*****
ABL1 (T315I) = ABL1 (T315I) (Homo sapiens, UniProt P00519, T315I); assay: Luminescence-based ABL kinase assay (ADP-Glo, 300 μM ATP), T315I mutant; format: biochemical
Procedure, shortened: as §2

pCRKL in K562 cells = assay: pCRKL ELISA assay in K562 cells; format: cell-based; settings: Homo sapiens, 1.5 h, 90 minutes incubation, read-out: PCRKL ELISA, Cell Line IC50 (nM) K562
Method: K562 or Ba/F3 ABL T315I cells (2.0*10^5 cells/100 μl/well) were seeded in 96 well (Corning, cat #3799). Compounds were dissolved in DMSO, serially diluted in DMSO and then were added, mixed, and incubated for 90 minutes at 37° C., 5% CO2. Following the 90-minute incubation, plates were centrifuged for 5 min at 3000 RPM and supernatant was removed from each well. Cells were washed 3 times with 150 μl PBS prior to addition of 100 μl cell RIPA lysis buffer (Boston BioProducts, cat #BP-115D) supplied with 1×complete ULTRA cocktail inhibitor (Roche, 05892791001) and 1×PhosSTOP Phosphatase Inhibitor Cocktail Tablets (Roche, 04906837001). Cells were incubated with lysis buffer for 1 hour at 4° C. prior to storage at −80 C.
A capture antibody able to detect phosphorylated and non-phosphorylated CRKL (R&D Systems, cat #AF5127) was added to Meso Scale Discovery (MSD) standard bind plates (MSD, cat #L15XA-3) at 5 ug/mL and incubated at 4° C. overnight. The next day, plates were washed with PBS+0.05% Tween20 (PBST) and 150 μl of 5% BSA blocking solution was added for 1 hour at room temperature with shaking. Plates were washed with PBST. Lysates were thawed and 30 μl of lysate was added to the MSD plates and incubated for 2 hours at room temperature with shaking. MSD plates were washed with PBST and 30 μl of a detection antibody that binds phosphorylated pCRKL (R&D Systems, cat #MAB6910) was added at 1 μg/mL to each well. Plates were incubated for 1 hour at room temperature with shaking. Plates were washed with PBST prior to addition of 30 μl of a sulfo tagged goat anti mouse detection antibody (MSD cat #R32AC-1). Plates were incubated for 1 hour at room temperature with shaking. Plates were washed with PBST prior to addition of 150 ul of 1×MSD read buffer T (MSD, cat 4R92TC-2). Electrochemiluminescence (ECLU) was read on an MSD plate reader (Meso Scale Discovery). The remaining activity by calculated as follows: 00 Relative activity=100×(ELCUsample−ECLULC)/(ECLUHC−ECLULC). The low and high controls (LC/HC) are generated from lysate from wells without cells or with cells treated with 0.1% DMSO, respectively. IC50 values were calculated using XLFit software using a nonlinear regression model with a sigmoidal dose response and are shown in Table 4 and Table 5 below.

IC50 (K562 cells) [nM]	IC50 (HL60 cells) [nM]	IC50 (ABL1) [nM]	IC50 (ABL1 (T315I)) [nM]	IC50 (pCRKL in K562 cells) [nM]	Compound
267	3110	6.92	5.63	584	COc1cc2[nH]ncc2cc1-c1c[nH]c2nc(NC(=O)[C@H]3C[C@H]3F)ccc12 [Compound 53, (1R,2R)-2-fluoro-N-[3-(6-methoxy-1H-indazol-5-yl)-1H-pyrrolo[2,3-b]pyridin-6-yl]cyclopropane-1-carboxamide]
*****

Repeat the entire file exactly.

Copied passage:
ABL1 (T315I) = ABL1 (T315I) (Homo sapiens, UniProt P00519, T315I); assay: Luminescence-based ABL kinase assay (ADP-Glo, 300 μM ATP), T315I mutant; format: biochemical
Procedure, shortened: as §2

pCRKL in K562 cells = assay: pCRKL ELISA assay in K562 cells; format: cell-based; settings: Homo sapiens, 1.5 h, 90 minutes incubation, read-out: PCRKL ELISA, Cell Line IC50 (nM) K562
Method: K562 or Ba/F3 ABL T315I cells (2.0*10^5 cells/100 μl/well) were seeded in 96 well (Corning, cat #3799). Compounds were dissolved in DMSO, serially diluted in DMSO and then were added, mixed, and incubated for 90 minutes at 37° C., 5% CO2. Following the 90-minute incubation, plates were centrifuged for 5 min at 3000 RPM and supernatant was removed from each well. Cells were washed 3 times with 150 μl PBS prior to addition of 100 μl cell RIPA lysis buffer (Boston BioProducts, cat #BP-115D) supplied with 1×complete ULTRA cocktail inhibitor (Roche, 05892791001) and 1×PhosSTOP Phosphatase Inhibitor Cocktail Tablets (Roche, 04906837001). Cells were incubated with lysis buffer for 1 hour at 4° C. prior to storage at −80 C.
A capture antibody able to detect phosphorylated and non-phosphorylated CRKL (R&D Systems, cat #AF5127) was added to Meso Scale Discovery (MSD) standard bind plates (MSD, cat #L15XA-3) at 5 ug/mL and incubated at 4° C. overnight. The next day, plates were washed with PBS+0.05% Tween20 (PBST) and 150 μl of 5% BSA blocking solution was added for 1 hour at room temperature with shaking. Plates were washed with PBST. Lysates were thawed and 30 μl of lysate was added to the MSD plates and incubated for 2 hours at room temperature with shaking. MSD plates were washed with PBST and 30 μl of a detection antibody that binds phosphorylated pCRKL (R&D Systems, cat #MAB6910) was added at 1 μg/mL to each well. Plates were incubated for 1 hour at room temperature with shaking. Plates were washed with PBST prior to addition of 30 μl of a sulfo tagged goat anti mouse detection antibody (MSD cat #R32AC-1). Plates were incubated for 1 hour at room temperature with shaking. Plates were washed with PBST prior to addition of 150 ul of 1×MSD read buffer T (MSD, cat 4R92TC-2). Electrochemiluminescence (ECLU) was read on an MSD plate reader (Meso Scale Discovery). The remaining activity by calculated as follows: 00 Relative activity=100×(ELCUsample−ECLULC)/(ECLUHC−ECLULC). The low and high controls (LC/HC) are generated from lysate from wells without cells or with cells treated with 0.1% DMSO, respectively. IC50 values were calculated using XLFit software using a nonlinear regression model with a sigmoidal dose response and are shown in Table 4 and Table 5 below.

IC50 (K562 cells) [nM]	IC50 (HL60 cells) [nM]	IC50 (ABL1) [nM]	IC50 (ABL1 (T315I)) [nM]	IC50 (pCRKL in K562 cells) [nM]	Compound
267	3110	6.92	5.63	584	COc1cc2[nH]ncc2cc1-c1c[nH]c2nc(NC(=O)[C@H]3C[C@H]3F)ccc12 [Compound 53, (1R,2R)-2-fluoro-N-[3-(6-methoxy-1H-indazol-5-yl)-1H-pyrrolo[2,3-b]pyridin-6-yl]cyclopropane-1-carboxamide]